“All of you are going to Hell” – the sign was huge, red with white lettering. It was fastened to the back of a green van, the side of the van communicating something equally encouraging. Two trucks parked a bit ahead had large messages painted on the sides. One boasted of knowledge that we had all been spawned by Satan and the other repeated the mantra that folks like us were going to Hell. All of this was 2 blocks from our home in Cambridge and the irony is that we saw these as we were returning from a stimulating and encouraging Sunday morning in church.
Freedom of Speech. It is a privileged protection and an awesome responsibility. Only days before our neighborhood became the target for these messages, my husband and I had been at a lecture on the apostasy law in Pakistan. As I passed the signs I couldn’t help but think that the messengers have no clue what a privilege it is to live in a country that allows freedom of speech. It was fully their right to be there and broadcast what I consider to be messages that are at best unwise and at worst vitriolic and hateful. No one would think to arrest them or charge them for breaking a law and this gift is not enjoyed world-wide.
Cambridge, Massachusetts has become our home and a place we care about. Several times in the last couple of years messengers bearing prophesies like those detailed have come to call down wrath. To be sure Cambridge at times makes me cringe, and at other times makes me angry. 02138 was voted the most opinionated zip code in America and at times it is so tolerant that it is intolerant of those who respectfully disagree. But it’s my town and like a family who can criticize their own but dare not let another criticize, I will defend it.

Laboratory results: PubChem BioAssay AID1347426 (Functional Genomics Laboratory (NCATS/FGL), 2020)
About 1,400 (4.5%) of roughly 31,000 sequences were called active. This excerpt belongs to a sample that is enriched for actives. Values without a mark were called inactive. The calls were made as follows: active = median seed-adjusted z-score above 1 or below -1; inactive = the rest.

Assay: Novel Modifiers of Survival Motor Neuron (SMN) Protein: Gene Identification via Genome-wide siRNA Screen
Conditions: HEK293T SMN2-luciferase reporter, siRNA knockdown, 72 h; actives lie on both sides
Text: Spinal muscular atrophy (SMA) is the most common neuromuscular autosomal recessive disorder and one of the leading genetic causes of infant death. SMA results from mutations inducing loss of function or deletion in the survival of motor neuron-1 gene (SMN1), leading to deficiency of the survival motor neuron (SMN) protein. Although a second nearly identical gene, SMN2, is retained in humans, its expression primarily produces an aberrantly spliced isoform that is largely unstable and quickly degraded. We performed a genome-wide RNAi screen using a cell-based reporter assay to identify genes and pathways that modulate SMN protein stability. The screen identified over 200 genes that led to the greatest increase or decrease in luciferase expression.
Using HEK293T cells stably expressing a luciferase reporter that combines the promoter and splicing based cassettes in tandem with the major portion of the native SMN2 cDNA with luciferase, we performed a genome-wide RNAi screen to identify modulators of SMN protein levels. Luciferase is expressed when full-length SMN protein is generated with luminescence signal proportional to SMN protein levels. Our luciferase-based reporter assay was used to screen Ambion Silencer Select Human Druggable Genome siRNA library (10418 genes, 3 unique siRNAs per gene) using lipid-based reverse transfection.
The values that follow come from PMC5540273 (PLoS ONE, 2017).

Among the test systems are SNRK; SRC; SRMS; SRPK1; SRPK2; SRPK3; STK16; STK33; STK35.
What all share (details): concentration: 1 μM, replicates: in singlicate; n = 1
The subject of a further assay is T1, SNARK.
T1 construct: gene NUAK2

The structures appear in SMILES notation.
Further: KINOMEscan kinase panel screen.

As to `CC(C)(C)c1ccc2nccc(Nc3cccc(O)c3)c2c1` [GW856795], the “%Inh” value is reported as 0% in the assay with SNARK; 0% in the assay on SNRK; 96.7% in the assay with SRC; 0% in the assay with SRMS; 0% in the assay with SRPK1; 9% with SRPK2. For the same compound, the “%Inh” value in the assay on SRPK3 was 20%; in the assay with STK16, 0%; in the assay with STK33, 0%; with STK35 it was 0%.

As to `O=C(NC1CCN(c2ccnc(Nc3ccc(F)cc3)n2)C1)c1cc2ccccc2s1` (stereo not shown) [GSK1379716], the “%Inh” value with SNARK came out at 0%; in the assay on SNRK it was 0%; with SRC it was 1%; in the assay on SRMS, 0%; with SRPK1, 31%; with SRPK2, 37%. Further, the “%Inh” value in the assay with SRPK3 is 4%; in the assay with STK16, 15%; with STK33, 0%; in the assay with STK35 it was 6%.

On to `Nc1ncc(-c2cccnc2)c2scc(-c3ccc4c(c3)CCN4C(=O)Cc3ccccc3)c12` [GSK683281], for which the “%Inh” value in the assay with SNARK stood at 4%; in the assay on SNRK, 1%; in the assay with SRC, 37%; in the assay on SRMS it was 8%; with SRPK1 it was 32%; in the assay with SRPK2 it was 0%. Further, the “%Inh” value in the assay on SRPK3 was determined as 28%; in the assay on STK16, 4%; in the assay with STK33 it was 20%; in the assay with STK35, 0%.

Far beyond those details, the messengers make my life, as someone who longs to reflect truth and light, far more difficult. The message appears to be given with no love or concern for the audience, just vitriolic words of wrath and damnation with those proclaiming the message seemingly exempt from the wrath of their brand of deity.
And though I desperately want to rip the signs down shouting “You have no right to present God in this way” and let those around me know that this message is one of extremism and that the God I love walks among us, knows our hearts, and loves with a love that is deeper than deep, I respect freedom of speech. I know that the privileged protection of speech used on vans with venom also protects me. It protects outwardly through the law of the land, and it protects inwardly by challenging me to carefully weigh words and meaning so that I may not abuse this protection. Freedom of speech is a gift to be used carefully and protected continually. Words have great power, my prayer is that I use them responsibly.
“If we don’t believe in freedom of expression for people we despise, we don’t believe in it at all”. ~Noam Chomsky
“I disapprove of what you say, but I will defend to the death your right to say it.” ~Voltaire
- Persecution of the Ahmadiyya Community in Pakistan
- Freedom of Speech: The Good, the Bad, and the Ugly. (democraticsocialistrepublic.wordpress.com)
3 thoughts on “Privileged Protection and Awesome Responsibility”
such a challenging post Marilyn. I find the quotes at the end particularly powerful. I’ve struggled so much with people being so tolerant that they are intolerant to those who disagree with them. Part of the ‘reentry’ process I guess. It’s equally hard to standby and see people who spout vitriol and hate. I guess that is the challenge. Just how much do we believe in freedom of speech?
I found the quotes so powerful as well. Across the ocean from you I echo your struggle. And how do we, as Christians, model freedom of speech in a way that glorifies God?